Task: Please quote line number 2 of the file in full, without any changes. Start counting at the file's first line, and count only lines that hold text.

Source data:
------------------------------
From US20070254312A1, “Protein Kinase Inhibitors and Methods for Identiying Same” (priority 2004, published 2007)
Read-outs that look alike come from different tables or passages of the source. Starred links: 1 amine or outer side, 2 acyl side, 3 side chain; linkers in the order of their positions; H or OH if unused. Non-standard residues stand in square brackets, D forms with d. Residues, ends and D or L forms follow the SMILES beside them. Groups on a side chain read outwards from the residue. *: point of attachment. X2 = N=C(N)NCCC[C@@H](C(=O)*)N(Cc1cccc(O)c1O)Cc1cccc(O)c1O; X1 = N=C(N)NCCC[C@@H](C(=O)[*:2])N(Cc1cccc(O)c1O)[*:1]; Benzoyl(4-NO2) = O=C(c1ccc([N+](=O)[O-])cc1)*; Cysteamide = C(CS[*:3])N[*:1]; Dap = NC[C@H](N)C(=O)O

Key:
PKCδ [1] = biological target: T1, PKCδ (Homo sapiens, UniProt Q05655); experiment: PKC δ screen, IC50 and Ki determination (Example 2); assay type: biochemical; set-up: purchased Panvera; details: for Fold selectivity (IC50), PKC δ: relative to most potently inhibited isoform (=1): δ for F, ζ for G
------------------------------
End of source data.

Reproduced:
Read-outs that look alike come from different tables or passages of the source. Starred links: 1 amine or outer side, 2 acyl side, 3 side chain; linkers in the order of their positions; H or OH if unused. Non-standard residues stand in square brackets, D forms with d. Residues, ends and D or L forms follow the SMILES beside them. Groups on a side chain read outwards from the residue. *: point of attachment. X2 = N=C(N)NCCC[C@@H](C(=O)*)N(Cc1cccc(O)c1O)Cc1cccc(O)c1O; X1 = N=C(N)NCCC[C@@H](C(=O)[*:2])N(Cc1cccc(O)c1O)[*:1]; Benzoyl(4-NO2) = O=C(c1ccc([N+](=O)[O-])cc1)*; Cysteamide = C(CS[*:3])N[*:1]; Dap = NC[C@H](N)C(=O)O